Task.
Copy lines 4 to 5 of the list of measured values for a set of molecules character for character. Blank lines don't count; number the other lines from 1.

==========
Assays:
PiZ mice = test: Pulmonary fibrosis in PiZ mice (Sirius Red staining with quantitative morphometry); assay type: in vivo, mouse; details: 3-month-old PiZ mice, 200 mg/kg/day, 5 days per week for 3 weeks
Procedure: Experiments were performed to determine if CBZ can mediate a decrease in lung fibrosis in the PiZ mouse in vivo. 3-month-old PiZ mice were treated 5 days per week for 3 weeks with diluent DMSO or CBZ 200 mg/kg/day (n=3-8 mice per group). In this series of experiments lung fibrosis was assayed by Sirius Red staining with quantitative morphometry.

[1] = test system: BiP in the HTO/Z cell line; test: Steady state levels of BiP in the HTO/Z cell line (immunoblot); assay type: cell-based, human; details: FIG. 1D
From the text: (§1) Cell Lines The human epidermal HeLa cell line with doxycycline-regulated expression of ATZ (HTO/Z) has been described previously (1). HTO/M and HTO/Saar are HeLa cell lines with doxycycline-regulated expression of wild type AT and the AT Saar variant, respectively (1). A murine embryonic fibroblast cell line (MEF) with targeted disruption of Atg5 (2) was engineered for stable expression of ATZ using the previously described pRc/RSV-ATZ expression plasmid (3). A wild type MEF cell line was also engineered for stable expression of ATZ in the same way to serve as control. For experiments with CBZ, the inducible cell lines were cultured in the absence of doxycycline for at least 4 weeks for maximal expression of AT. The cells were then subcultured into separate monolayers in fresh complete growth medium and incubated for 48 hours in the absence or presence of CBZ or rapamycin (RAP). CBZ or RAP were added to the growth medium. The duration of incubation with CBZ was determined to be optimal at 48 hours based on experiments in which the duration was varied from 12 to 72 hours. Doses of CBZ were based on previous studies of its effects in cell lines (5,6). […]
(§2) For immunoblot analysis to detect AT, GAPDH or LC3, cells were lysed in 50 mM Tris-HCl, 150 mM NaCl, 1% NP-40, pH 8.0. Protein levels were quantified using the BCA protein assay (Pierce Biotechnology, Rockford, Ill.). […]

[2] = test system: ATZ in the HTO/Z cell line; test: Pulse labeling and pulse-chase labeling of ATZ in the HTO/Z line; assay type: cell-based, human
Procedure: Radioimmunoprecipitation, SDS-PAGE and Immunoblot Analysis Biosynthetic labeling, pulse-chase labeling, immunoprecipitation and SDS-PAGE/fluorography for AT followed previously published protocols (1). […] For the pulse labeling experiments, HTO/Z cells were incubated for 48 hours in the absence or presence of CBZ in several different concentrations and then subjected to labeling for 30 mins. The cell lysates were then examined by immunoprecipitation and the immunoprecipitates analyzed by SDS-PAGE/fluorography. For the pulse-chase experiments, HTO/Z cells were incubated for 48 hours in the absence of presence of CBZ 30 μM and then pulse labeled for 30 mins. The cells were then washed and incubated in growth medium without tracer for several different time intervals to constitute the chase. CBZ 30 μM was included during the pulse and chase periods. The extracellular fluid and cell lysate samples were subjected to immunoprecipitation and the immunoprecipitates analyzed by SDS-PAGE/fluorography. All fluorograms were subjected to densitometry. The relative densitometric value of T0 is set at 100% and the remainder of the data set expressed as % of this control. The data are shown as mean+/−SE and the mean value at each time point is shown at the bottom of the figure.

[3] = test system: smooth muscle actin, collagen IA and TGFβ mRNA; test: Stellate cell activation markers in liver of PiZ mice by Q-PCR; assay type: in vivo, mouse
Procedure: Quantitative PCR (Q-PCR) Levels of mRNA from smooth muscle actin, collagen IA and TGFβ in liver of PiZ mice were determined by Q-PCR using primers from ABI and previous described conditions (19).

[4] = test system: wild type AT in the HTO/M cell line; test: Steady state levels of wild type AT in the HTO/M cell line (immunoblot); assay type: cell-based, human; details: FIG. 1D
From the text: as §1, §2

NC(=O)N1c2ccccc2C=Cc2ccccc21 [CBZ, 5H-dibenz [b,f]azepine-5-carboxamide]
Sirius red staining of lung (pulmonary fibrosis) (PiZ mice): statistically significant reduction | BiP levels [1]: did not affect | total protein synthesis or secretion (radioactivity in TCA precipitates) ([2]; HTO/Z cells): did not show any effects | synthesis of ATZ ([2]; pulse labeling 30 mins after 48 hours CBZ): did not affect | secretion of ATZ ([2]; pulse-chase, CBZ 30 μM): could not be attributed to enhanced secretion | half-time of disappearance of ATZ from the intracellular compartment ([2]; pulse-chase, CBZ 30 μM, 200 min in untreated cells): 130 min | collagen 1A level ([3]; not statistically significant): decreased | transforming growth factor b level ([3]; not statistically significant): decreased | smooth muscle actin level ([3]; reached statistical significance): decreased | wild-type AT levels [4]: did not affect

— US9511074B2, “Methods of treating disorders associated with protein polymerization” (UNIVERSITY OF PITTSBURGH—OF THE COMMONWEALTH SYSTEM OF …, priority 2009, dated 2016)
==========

[1] = test system: BiP in the HTO/Z cell line; test: Steady state levels of BiP in the HTO/Z cell line (immunoblot); assay type: cell-based, human; details: FIG. 1D
From the text: (§1) Cell Lines The human epidermal HeLa cell line with doxycycline-regulated expression of ATZ (HTO/Z) has been described previously (1). HTO/M and HTO/Saar are HeLa cell lines with doxycycline-regulated expression of wild type AT and the AT Saar variant, respectively (1). A murine embryonic fibroblast cell line (MEF) with targeted disruption of Atg5 (2) was engineered for stable expression of ATZ using the previously described pRc/RSV-ATZ expression plasmid (3). A wild type MEF cell line was also engineered for stable expression of ATZ in the same way to serve as control. For experiments with CBZ, the inducible cell lines were cultured in the absence of doxycycline for at least 4 weeks for maximal expression of AT. The cells were then subcultured into separate monolayers in fresh complete growth medium and incubated for 48 hours in the absence or presence of CBZ or rapamycin (RAP). CBZ or RAP were added to the growth medium. The duration of incubation with CBZ was determined to be optimal at 48 hours based on experiments in which the duration was varied from 12 to 72 hours. Doses of CBZ were based on previous studies of its effects in cell lines (5,6). […]